‘Sweet Child of Mine’ is riffing behind blaring news reports of record heatwaves, and George H.W. Bush is on the campaign trail, rallying around climate action: “1988 is in a sense the year the Earth spoke back. Our land, water and soil support a remarkable range of human activities, but they can only take so much.”

This opening scene from the BBC’s podcast How They Made Us Doubt Everything almost feels like an alternative reality rather than a documentary. It’s a reminder of how long we’ve been hearing reports of new record temperatures and politicians saying that we need to act on climate change.

The podcast tells the story of why it’s taken so long for any meaningful climate action to come about. The easily listenable 15-minute episodes expose the tactics used by the PR gurus for the tobacco industry in the 1950s, and subsequently the fossil-fuel industry, to avoid regulation, victim compensation and ultimately any responsibility for their destructive products. Their PR playbook revolved around the mantra “Doubt is our product.” They knew that the science was correct, so they had to create doubt to halt action. By creating detailed segmentation analysis on which members of the public to target, funding scientists and then using scientific jargon against itself, these industries successfully muddied the water so as to be able to carry on business as usual.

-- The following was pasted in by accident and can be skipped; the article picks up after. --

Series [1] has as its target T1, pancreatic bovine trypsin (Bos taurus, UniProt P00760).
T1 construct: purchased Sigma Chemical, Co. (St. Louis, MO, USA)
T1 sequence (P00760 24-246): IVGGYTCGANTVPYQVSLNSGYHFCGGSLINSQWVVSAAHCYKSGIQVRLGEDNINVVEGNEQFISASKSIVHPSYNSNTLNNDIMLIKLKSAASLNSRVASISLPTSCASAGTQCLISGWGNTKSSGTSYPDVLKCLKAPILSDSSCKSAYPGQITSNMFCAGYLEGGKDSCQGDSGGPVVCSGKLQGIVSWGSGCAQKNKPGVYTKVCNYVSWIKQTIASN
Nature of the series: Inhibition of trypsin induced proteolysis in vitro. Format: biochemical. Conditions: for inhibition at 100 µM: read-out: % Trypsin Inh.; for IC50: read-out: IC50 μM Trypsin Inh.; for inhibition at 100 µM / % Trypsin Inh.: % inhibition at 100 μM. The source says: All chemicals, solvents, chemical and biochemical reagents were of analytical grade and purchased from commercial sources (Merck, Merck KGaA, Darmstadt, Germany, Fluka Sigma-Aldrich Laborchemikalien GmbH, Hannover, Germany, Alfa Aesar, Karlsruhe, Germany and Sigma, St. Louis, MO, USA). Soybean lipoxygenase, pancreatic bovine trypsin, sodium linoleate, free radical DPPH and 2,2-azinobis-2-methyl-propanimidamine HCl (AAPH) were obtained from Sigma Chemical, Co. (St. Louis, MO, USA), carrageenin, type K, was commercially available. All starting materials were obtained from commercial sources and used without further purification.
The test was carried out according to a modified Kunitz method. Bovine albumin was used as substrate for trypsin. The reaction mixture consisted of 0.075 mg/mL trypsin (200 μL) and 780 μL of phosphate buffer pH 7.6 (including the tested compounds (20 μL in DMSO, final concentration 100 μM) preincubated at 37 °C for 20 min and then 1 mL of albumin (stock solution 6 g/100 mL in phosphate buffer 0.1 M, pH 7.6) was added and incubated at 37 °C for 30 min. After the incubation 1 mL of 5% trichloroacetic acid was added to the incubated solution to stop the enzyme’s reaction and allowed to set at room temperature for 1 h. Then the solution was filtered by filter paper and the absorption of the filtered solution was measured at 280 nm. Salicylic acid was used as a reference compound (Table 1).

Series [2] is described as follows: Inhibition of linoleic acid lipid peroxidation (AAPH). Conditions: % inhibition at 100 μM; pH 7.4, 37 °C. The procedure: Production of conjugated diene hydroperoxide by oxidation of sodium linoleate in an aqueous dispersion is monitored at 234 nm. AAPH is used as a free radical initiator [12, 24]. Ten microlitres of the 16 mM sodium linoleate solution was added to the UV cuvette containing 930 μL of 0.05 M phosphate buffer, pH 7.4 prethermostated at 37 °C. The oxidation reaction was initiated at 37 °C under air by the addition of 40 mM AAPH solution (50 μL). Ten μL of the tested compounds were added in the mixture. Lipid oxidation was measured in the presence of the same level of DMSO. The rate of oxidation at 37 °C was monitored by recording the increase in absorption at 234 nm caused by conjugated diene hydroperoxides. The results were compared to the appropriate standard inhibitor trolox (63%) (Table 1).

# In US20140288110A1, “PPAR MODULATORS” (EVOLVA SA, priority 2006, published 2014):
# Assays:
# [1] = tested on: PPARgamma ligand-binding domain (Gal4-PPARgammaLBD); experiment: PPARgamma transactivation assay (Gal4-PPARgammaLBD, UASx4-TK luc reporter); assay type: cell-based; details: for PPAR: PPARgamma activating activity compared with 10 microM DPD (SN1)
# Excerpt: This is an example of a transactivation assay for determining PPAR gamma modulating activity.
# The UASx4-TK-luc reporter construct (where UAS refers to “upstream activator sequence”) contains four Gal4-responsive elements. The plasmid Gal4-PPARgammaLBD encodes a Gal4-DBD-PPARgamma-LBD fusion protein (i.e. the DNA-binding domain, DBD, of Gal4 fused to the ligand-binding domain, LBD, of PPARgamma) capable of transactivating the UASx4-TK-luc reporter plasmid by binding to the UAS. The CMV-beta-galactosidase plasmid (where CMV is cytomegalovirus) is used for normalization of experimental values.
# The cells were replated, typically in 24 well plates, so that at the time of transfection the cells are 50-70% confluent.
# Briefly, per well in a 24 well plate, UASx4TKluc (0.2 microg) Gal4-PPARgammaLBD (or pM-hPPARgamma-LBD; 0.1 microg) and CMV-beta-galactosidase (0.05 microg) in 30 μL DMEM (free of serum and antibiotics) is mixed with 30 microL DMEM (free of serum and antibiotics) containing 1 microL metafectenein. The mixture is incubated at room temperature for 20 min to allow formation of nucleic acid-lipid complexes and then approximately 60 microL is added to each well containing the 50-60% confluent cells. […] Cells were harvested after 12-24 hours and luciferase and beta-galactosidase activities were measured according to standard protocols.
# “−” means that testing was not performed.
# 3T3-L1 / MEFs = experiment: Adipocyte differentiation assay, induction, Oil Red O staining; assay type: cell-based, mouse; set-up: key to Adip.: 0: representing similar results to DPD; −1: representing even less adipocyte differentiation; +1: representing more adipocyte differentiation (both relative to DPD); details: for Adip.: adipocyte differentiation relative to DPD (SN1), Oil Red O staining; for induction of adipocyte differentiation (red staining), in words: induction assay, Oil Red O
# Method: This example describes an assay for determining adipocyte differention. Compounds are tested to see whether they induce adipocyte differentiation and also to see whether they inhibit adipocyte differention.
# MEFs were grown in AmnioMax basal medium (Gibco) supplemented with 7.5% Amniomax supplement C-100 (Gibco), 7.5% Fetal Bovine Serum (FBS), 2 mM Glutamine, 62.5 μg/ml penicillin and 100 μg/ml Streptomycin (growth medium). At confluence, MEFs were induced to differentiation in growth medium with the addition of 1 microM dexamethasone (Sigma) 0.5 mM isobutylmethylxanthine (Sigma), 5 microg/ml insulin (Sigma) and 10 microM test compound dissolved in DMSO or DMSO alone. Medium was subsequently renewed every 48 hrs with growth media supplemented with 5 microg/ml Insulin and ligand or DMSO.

Whilst many of us may already be familiar with the events described in the podcast, the extracts from uncovered documents and interviews from those involved are no less shocking. The podcast doesn’t shy away from the media’s role in spreading doubt about climate science. It even tells how the BBC has been complicit, pitching ideological arguments against fact.

Sometimes I wanted the presenter, Peter Pomerantsev, to give more energy and more emotion to the story of such a scandal, but the beauty of this podcast is in its simplicity: to know that the BBC is documenting what we now know as fact, that fossil-fuel companies not only knew about climate change in the 1980s, but also actively worked to undermine action on it.

In a time when disinformation is rife and climate action is more urgent than ever before, we need to know stories such as this – that vested interests will put profit before the health of people and planet. This story has been exposed, but how many scandals such as this are yet to be uncovered?

Gwen Buck is policy adviser for Green Alliance. She tweets at @EcoGwen